Netapp VASA Provider 1.0

May 1, 2012 9 By Eric Shanks

Netapp has released their vStorage APIs for Storage Awareness (VASA) provider 1.0 to their support site.  http://support.netapp.com If you’re not that familiar with the VASA concept, this article should explain what it is and how it’s used in regards to VMware vSphere 5.

What is VASA?

VASA Providers collect information about your storage systems and present that information to vSphere.  In previous versions of vSphere, an administrator might need to keep track of hisher datastores in a spreadsheet or have a naming convention that showed the properties of an individual datastore.  For example, if your storage system had both SSD and Sata disks, the Datastore might be named VMFS01_SSD or something similar.

With vSphere 5 we now have storage providers which can either be set manually or now with VASA Provider 1.0 from Netapp we can have the system tell us the capabilities.  Now when we’re creating a new guest machine and we’re deciding which datastore to put the VM in, we can look at the storage profile to determine the best fit.

The below example shows what a datastore might look like both before and after the VASA provider from Netapp is installed.

This screenshot shows what VMFS03 looks like before VASA is installed.  Notice that the storage capabilities are “N/A”.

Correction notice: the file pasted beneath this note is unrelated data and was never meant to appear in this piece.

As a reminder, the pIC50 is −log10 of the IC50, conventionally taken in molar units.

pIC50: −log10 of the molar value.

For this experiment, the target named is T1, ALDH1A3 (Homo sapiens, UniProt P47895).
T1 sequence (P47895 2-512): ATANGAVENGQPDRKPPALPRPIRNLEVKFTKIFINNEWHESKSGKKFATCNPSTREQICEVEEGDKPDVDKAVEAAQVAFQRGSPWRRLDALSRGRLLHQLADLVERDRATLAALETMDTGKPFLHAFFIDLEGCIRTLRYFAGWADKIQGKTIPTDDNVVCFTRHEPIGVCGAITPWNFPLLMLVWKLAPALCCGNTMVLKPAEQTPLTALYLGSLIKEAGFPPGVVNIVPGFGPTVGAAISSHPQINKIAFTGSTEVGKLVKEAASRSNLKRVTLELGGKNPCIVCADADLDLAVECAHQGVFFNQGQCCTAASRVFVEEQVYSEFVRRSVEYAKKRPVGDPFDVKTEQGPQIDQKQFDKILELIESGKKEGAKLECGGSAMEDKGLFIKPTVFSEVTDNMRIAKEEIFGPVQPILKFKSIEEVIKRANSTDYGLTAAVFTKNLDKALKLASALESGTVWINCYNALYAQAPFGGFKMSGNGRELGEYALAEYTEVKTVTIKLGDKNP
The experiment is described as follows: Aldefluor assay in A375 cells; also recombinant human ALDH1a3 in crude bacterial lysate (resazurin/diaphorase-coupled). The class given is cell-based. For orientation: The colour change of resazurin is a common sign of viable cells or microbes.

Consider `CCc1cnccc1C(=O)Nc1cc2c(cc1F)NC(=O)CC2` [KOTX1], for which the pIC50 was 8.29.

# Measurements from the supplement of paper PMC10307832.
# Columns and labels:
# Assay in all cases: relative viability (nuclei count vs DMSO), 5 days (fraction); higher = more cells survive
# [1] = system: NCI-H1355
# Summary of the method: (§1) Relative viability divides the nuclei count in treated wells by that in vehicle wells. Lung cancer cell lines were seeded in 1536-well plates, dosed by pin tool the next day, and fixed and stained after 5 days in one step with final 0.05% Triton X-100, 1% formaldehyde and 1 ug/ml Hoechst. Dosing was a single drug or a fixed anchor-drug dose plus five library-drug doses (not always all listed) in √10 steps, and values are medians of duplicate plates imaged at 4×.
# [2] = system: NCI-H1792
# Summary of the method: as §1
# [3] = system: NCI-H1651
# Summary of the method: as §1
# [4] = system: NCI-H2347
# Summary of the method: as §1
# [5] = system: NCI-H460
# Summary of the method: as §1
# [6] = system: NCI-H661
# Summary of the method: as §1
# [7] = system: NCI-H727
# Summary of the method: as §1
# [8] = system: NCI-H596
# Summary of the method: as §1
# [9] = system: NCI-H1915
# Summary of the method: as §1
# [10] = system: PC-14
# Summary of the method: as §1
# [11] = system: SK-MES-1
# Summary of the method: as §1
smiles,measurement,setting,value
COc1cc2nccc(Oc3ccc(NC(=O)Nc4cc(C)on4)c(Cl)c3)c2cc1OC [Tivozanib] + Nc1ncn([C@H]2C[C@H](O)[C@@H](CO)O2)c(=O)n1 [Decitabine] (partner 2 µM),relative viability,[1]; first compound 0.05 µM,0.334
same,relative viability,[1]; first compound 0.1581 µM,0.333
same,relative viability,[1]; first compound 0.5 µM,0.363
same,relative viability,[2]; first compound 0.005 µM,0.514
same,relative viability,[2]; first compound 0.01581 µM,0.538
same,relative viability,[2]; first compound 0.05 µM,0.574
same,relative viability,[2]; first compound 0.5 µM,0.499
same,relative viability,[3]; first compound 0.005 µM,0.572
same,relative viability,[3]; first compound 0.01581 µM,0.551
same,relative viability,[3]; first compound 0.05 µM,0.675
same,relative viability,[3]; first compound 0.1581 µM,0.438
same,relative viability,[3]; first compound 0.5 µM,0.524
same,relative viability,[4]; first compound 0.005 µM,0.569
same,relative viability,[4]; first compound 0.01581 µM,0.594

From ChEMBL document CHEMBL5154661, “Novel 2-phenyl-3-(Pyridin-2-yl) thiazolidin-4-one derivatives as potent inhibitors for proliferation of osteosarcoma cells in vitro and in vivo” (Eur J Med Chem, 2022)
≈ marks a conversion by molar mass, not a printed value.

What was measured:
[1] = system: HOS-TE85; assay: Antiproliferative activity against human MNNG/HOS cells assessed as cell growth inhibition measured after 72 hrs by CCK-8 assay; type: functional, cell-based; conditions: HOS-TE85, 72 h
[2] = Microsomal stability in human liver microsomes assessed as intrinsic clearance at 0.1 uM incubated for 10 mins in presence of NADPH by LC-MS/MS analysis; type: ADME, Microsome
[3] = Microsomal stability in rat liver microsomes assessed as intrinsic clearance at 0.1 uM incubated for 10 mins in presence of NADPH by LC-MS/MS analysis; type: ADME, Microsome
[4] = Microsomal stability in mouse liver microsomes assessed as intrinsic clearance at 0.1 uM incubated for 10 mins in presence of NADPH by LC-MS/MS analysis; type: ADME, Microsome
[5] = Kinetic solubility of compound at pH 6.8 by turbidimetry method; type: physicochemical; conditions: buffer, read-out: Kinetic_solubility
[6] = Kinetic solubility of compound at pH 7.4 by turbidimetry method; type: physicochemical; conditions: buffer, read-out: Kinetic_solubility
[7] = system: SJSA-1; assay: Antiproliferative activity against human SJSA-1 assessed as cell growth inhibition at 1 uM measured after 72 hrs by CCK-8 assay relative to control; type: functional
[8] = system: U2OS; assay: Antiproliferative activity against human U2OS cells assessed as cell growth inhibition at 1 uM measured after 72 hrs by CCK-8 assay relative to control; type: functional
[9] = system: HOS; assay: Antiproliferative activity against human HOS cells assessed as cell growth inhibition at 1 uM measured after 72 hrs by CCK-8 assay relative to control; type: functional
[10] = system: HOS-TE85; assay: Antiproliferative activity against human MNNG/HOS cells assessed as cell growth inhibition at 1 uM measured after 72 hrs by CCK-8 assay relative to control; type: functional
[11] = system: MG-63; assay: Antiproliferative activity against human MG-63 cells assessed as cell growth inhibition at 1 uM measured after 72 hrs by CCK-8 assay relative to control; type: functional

After the VASA provider was installed and configured, I can look at the datastore again and see that the System Storage Capabilities have changed.  Now, we can easily see that this is a VMFS store and that this datastore is being replicated.

How is this useful?  Now we can setup our storage profiles and whenever we need to create a new VM or do a storage vMotion we can now select the appropriate profile and the datastores will be filtered accordingly.

Installing the Netapp VASA Provider

The installation of the VASA provider is very simple.  Download the installer from the Netapp support site.

Netapp VASA 1.0 Download

The standard “click next” type of installation is given to you.  WARNING:  Do not try to install this on your vCenter server or you’ll end up with a port conflict.  (Yes, I know this from experience)

Once it is installed, a fairly simple configuration is needed to contact the vCenter Server and the storage devices.